Sequencing, quality control and mapping

RNA with RIN between 6.6–8.7 were sequenced on Illumina Nova Seq. The number of reads per sample varied between 63–132 million after quality assessment and filtering by fastp. Sequences have been deposited in the European Nucleotide Archive (ENA) under the accession number PRJEB37010 ( Mapping against the transcriptome resulted in an average mapping rate of 80–90% indicating high similarity between the transcriptomic data and the reference transcriptome.

Analysis of differentially expressed genes

The number of differentially expressed genes for each drug concentration and the proportion of uncharacterised genes are shown in Table 1. The PCA plot illustrates the differences in gene expression between individual worms (Fig. 2). It should be noted that the largest difference in gene expression was observed between the non-incubated worms (control 0 h) and both control and drug-exposed worms that were incubated in vitro for 24 h. Although care was taken to choose the largest worms (i.e. females) for the experiment, it was discovered during the dissection that two individuals (IVM 10−11 M individual 2 and TBZ 10−5 M individual 1) lacked egg-containing uterus. These two individuals did not show up as outliers in the PCA plot (Fig. 2) and were therefore included in the analysis. Log2 fold change and adjusted P-values for the differentially expressed genes discussed in this article are listed in Additional file 1: Table S1.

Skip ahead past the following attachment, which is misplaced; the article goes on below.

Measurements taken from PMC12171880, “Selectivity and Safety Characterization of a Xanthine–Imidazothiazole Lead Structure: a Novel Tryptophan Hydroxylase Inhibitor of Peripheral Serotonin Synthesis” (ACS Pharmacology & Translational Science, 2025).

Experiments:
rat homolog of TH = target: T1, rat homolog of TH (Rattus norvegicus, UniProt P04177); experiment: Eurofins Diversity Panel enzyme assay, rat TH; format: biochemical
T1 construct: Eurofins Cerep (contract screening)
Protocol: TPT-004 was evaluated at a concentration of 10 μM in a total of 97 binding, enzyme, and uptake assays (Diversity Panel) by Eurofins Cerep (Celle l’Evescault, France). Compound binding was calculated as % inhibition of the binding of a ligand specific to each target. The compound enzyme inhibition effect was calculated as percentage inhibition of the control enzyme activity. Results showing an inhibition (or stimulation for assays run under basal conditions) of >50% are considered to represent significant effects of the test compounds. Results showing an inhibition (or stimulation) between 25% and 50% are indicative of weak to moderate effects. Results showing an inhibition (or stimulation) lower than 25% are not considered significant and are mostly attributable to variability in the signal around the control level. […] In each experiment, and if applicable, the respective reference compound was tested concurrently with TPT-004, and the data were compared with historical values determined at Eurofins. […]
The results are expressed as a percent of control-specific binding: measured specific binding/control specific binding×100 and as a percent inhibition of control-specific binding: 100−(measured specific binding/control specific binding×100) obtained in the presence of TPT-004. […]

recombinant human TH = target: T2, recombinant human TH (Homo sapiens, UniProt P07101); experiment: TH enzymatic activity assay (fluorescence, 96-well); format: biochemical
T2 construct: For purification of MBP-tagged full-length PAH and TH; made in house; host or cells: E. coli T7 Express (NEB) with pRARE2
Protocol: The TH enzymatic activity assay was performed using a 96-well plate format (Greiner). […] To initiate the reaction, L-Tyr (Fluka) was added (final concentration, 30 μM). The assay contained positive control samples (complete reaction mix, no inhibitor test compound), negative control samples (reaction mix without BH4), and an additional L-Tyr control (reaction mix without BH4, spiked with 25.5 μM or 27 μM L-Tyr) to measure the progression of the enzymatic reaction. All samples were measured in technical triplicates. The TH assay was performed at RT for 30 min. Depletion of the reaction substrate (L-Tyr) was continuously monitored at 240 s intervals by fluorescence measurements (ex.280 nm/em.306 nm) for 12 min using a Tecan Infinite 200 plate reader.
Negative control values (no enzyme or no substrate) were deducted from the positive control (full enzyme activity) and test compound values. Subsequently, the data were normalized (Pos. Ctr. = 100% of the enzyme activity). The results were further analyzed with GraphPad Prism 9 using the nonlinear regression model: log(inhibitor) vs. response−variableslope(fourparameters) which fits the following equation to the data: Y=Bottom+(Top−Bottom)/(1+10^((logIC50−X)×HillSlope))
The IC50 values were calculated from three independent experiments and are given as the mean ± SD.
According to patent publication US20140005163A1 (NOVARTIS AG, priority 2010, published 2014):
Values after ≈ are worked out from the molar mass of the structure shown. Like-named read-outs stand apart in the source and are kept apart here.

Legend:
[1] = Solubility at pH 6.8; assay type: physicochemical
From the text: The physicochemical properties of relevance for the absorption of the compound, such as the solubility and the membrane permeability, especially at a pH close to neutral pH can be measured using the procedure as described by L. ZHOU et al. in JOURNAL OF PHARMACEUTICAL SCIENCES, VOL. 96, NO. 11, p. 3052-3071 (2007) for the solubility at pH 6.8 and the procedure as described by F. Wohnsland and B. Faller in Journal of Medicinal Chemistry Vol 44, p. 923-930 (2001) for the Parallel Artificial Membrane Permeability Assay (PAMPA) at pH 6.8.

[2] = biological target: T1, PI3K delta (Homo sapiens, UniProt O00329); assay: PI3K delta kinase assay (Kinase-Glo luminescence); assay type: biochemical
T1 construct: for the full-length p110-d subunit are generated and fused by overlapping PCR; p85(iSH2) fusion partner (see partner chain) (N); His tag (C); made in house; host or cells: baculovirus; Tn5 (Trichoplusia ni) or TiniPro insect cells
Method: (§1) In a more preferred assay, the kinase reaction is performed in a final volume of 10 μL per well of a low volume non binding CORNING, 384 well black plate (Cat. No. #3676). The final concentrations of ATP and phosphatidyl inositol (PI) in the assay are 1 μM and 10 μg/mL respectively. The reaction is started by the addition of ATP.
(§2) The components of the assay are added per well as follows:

Fig. 2
figure 2

Principal components analysis plot showing the clustering of adult Parascaris univalens incubated in the presence of the anthelmintic drugs ivermectin (IVM), pyrantel citrate (PYR) and thiabendazole (TBZ) at different concentrations, as well as control worms. The largest variation in gene expression was observed between the non-incubated worms (control 0 h) and all worms incubated in vitro. Each symbol corresponds to an individual worm

Transcriptional response in control worms after in vitro incubation

The largest number of differentially expressed genes was seen in the in vitro incubation experiment, where unexposed worms incubated in media (control 24 h−DMSO) were compared to non-incubated worms (control 0 h). Between these two groups, 1061 genes were differentially expressed and interestingly, among these were a number of candidate genes putatively involved in drug metabolism, such as CYPs, flavin containing monooxygenase (FMO), short chain dehydrogenase/reductase (SDR), glutathione S-transferase (GST) and UGTs, as well as ABC-transporters (Additional file 2: Table S2). Forty percent of the differentially expressed genes were uncharacterised.